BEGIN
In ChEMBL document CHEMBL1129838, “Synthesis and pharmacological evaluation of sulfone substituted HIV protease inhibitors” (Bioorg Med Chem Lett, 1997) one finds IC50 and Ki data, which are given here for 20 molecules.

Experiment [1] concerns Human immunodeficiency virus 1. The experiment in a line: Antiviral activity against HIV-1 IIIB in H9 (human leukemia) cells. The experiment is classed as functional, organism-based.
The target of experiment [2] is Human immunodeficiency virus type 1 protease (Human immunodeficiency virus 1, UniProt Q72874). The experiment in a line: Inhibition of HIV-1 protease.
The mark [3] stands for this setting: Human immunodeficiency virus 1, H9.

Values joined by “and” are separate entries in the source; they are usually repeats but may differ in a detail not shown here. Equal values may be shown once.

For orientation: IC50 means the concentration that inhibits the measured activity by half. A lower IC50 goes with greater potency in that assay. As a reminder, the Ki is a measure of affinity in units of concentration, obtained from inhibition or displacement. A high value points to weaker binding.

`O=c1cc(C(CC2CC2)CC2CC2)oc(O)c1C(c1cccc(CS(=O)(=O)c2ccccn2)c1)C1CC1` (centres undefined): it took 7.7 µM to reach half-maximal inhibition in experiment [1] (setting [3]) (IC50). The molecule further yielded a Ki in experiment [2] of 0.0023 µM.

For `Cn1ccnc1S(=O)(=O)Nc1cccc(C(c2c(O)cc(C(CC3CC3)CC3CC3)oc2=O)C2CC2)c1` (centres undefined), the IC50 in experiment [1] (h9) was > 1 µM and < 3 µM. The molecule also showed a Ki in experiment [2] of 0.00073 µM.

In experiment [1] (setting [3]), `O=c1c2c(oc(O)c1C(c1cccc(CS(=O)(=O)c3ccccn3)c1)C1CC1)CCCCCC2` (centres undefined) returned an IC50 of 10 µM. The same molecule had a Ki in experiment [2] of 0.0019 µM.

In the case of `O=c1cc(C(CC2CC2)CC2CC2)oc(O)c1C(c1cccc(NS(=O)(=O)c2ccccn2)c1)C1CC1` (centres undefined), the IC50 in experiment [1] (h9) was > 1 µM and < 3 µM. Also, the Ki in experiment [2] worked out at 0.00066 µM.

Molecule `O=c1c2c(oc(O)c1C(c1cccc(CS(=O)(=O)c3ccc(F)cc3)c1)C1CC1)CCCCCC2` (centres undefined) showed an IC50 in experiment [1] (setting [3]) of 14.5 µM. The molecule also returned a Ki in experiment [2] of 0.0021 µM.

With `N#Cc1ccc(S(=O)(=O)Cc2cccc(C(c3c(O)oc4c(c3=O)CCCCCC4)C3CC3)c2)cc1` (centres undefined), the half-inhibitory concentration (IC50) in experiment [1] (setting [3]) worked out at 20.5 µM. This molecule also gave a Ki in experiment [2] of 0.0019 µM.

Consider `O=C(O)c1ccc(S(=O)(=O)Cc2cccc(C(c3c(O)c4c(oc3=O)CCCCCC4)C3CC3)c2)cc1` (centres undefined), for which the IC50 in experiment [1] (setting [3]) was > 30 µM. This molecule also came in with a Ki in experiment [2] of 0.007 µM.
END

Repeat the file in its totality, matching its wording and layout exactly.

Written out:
In ChEMBL document CHEMBL1129838, “Synthesis and pharmacological evaluation of sulfone substituted HIV protease inhibitors” (Bioorg Med Chem Lett, 1997) one finds IC50 and Ki data, which are given here for 20 molecules.

Experiment [1] concerns Human immunodeficiency virus 1. The experiment in a line: Antiviral activity against HIV-1 IIIB in H9 (human leukemia) cells. The experiment is classed as functional, organism-based.
The target of experiment [2] is Human immunodeficiency virus type 1 protease (Human immunodeficiency virus 1, UniProt Q72874). The experiment in a line: Inhibition of HIV-1 protease.
The mark [3] stands for this setting: Human immunodeficiency virus 1, H9.

Values joined by “and” are separate entries in the source; they are usually repeats but may differ in a detail not shown here. Equal values may be shown once.

For orientation: IC50 means the concentration that inhibits the measured activity by half. A lower IC50 goes with greater potency in that assay. As a reminder, the Ki is a measure of affinity in units of concentration, obtained from inhibition or displacement. A high value points to weaker binding.

`O=c1cc(C(CC2CC2)CC2CC2)oc(O)c1C(c1cccc(CS(=O)(=O)c2ccccn2)c1)C1CC1` (centres undefined): it took 7.7 µM to reach half-maximal inhibition in experiment [1] (setting [3]) (IC50). The molecule further yielded a Ki in experiment [2] of 0.0023 µM.

For `Cn1ccnc1S(=O)(=O)Nc1cccc(C(c2c(O)cc(C(CC3CC3)CC3CC3)oc2=O)C2CC2)c1` (centres undefined), the IC50 in experiment [1] (h9) was > 1 µM and < 3 µM. The molecule also showed a Ki in experiment [2] of 0.00073 µM.

In experiment [1] (setting [3]), `O=c1c2c(oc(O)c1C(c1cccc(CS(=O)(=O)c3ccccn3)c1)C1CC1)CCCCCC2` (centres undefined) returned an IC50 of 10 µM. The same molecule had a Ki in experiment [2] of 0.0019 µM.

In the case of `O=c1cc(C(CC2CC2)CC2CC2)oc(O)c1C(c1cccc(NS(=O)(=O)c2ccccn2)c1)C1CC1` (centres undefined), the IC50 in experiment [1] (h9) was > 1 µM and < 3 µM. Also, the Ki in experiment [2] worked out at 0.00066 µM.

Molecule `O=c1c2c(oc(O)c1C(c1cccc(CS(=O)(=O)c3ccc(F)cc3)c1)C1CC1)CCCCCC2` (centres undefined) showed an IC50 in experiment [1] (setting [3]) of 14.5 µM. The molecule also returned a Ki in experiment [2] of 0.0021 µM.

With `N#Cc1ccc(S(=O)(=O)Cc2cccc(C(c3c(O)oc4c(c3=O)CCCCCC4)C3CC3)c2)cc1` (centres undefined), the half-inhibitory concentration (IC50) in experiment [1] (setting [3]) worked out at 20.5 µM. This molecule also gave a Ki in experiment [2] of 0.0019 µM.

Consider `O=C(O)c1ccc(S(=O)(=O)Cc2cccc(C(c3c(O)c4c(oc3=O)CCCCCC4)C3CC3)c2)cc1` (centres undefined), for which the IC50 in experiment [1] (setting [3]) was > 30 µM. This molecule also came in with a Ki in experiment [2] of 0.007 µM.